Some medical ethicists argue that ethical placebo administrations cannot be achieved with the AMA protocols and declare that placebo prescriptions are harmful to the patients. The reason why the AMA requires doctors to inform their patients before prescribing a placebo to them is to prevent the deception that damages the doctor-patient relationship. If a patient was to discover the deception that doctors have used to prescribe placebos to him/her, it crumbles both the patient’s trust for doctors and the future relationships between the patient and physicians (Louhiala, Videoconference interview), yet the AMA actually allows the deception that may be detrimental to the patient-doctor relationship. The AMA guidelines permit doctors to prescribe a placebo to a patient without disclosing when they will; however, this may as well still be considered as deceptive because physicians are tricking the patient into believing that the placebo he/she is given by the doctor is something that it is not (Brody). Since the patient does not know when he/she is being administered a placebo, the physician could fool the patient into believing that the placebo is an ordinary medication. If the patient no longer has any trust in their doctor, this “…potentially diminish[es] the therapeutic effect of any medication [a doctor] prescribes in the future” (Freeman). As stated before, patients are classically conditioned to feel relief when they are given a medication as a result of their experiences with medications in the past (Finniss et al. 687), and they expect to feel better because the doctor is showing concern and prescribing the medication the patients may need (Freeman). However, if they know that the medication that was supposed to be prescribed in their benefit was never meant to actually work, the patient’s trust in the treatments of all doctors dwindles due to this deception. This ruins all future doctor-patient relationships (Louhiala, Videoconference interview), and the effectiveness of any medication given by a doctor diminishes. This deception also infringes upon patient autonomy, the patient’s right to know and consent to the treatment the doctor recommends, because doctors mislead their patients into believing that he/she will be receiving a medication different from what he/she think it is.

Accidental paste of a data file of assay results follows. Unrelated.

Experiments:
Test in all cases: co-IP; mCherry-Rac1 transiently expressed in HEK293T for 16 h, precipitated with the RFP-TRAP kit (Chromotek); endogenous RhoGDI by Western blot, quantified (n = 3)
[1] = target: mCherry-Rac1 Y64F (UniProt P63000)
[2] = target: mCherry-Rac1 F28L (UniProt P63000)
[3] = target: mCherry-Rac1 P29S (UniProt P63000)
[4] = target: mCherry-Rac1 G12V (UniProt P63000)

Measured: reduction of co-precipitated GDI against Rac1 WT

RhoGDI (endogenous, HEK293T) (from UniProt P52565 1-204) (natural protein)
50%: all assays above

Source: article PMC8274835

Instead of always providing the beneficial effects placebos are claimed to have, they may induce harm upon the patients as a result of a doctor’s careless administration. Because doctors are permitted to prescribe any active medication by the AMA guidelines, they may even prescribe medications that will endanger the patient’s health instead of providing the relief that the patient may need. In a survey created for physicians in the United States, the most frequently prescribed placebo were antibiotics for viral or other non-bacterial diagnoses, where 40% of the 412 physicians admitted to prescribing it to their patient (Kerman et al. 638, 639). Antibiotics are extremely dangerous and harmful to prescribe as placebos because they may cause serious allergic reactions and “…unnecessary development of bacterial resistance, creating potential problems for future patients who are in true need of antibiotics” (Hrobjarsson 67). This demonstrates the adverse effects of prescribing active medications like antibiotics as placebos. Furthermore, when doctors use medications as placebos, it implies that “…there is a pill for every ill” (Miller and Colloca 41), meaning that patients will come to believe that all their illnesses can cured with a prescription of a medicine. Patients will then develop an unhealthy reliance upon medication, and they will seek it every time they need alleviation for their symptoms. This conveys the negative effect the placebo can have on the mentality of the patient. Additionally, active medications prescribed as placebos can be harmful to a patient’s health because “[t]here are can be interactions with other medications…” (Barnhill); therefore, doctors should be discouraged from prescribing placebos as active medications because it can damage the well being of the patient instead of improving it. The harmful and negative impacts of prescribing these active medications outweighs the benefits the patient receives even though the AMA guidelines require that doctors only prescribe placebos for the patient’s benefit (Bostick, Sade, and Steward 2).